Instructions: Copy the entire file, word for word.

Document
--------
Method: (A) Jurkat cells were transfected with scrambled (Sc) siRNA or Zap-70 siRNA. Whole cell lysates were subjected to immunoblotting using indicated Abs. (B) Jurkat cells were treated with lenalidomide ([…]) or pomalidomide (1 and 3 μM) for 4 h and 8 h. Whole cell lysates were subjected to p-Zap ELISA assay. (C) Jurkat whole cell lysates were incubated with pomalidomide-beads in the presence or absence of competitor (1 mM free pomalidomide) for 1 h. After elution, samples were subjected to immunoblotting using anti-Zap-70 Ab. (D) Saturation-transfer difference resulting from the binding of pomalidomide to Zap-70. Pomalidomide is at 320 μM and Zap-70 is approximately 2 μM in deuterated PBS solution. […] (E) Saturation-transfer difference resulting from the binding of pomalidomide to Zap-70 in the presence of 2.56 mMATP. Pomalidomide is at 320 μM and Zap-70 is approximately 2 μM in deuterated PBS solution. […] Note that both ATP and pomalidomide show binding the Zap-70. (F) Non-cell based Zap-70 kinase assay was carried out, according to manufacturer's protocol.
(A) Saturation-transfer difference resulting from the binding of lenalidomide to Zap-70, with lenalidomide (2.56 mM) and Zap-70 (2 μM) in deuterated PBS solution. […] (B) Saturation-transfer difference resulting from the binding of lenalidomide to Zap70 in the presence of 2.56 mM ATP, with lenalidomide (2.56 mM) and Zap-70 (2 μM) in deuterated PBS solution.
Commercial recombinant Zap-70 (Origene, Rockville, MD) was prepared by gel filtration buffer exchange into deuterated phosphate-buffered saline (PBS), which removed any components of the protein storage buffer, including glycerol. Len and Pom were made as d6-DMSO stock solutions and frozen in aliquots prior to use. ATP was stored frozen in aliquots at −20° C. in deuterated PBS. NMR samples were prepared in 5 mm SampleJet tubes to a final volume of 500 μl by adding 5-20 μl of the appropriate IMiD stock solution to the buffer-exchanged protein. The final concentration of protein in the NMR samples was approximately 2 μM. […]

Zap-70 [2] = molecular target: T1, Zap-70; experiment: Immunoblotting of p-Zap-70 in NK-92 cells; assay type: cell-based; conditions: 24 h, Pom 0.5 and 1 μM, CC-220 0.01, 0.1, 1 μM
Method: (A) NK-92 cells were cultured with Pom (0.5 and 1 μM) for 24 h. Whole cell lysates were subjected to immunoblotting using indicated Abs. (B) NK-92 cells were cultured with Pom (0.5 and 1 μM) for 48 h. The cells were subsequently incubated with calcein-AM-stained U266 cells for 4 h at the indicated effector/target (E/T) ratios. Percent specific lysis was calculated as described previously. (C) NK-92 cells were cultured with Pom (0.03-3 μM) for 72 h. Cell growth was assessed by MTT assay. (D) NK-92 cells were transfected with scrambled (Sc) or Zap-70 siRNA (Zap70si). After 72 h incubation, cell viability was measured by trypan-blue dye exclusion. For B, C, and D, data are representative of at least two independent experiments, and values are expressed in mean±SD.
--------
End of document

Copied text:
Method: (A) Jurkat cells were transfected with scrambled (Sc) siRNA or Zap-70 siRNA. Whole cell lysates were subjected to immunoblotting using indicated Abs. (B) Jurkat cells were treated with lenalidomide ([…]) or pomalidomide (1 and 3 μM) for 4 h and 8 h. Whole cell lysates were subjected to p-Zap ELISA assay. (C) Jurkat whole cell lysates were incubated with pomalidomide-beads in the presence or absence of competitor (1 mM free pomalidomide) for 1 h. After elution, samples were subjected to immunoblotting using anti-Zap-70 Ab. (D) Saturation-transfer difference resulting from the binding of pomalidomide to Zap-70. Pomalidomide is at 320 μM and Zap-70 is approximately 2 μM in deuterated PBS solution. […] (E) Saturation-transfer difference resulting from the binding of pomalidomide to Zap-70 in the presence of 2.56 mMATP. Pomalidomide is at 320 μM and Zap-70 is approximately 2 μM in deuterated PBS solution. […] Note that both ATP and pomalidomide show binding the Zap-70. (F) Non-cell based Zap-70 kinase assay was carried out, according to manufacturer's protocol.
(A) Saturation-transfer difference resulting from the binding of lenalidomide to Zap-70, with lenalidomide (2.56 mM) and Zap-70 (2 μM) in deuterated PBS solution. […] (B) Saturation-transfer difference resulting from the binding of lenalidomide to Zap70 in the presence of 2.56 mM ATP, with lenalidomide (2.56 mM) and Zap-70 (2 μM) in deuterated PBS solution.
Commercial recombinant Zap-70 (Origene, Rockville, MD) was prepared by gel filtration buffer exchange into deuterated phosphate-buffered saline (PBS), which removed any components of the protein storage buffer, including glycerol. Len and Pom were made as d6-DMSO stock solutions and frozen in aliquots prior to use. ATP was stored frozen in aliquots at −20° C. in deuterated PBS. NMR samples were prepared in 5 mm SampleJet tubes to a final volume of 500 μl by adding 5-20 μl of the appropriate IMiD stock solution to the buffer-exchanged protein. The final concentration of protein in the NMR samples was approximately 2 μM. […]

Zap-70 [2] = molecular target: T1, Zap-70; experiment: Immunoblotting of p-Zap-70 in NK-92 cells; assay type: cell-based; conditions: 24 h, Pom 0.5 and 1 μM, CC-220 0.01, 0.1, 1 μM
Method: (A) NK-92 cells were cultured with Pom (0.5 and 1 μM) for 24 h. Whole cell lysates were subjected to immunoblotting using indicated Abs. (B) NK-92 cells were cultured with Pom (0.5 and 1 μM) for 48 h. The cells were subsequently incubated with calcein-AM-stained U266 cells for 4 h at the indicated effector/target (E/T) ratios. Percent specific lysis was calculated as described previously. (C) NK-92 cells were cultured with Pom (0.03-3 μM) for 72 h. Cell growth was assessed by MTT assay. (D) NK-92 cells were transfected with scrambled (Sc) or Zap-70 siRNA (Zap70si). After 72 h incubation, cell viability was measured by trypan-blue dye exclusion. For B, C, and D, data are representative of at least two independent experiments, and values are expressed in mean±SD.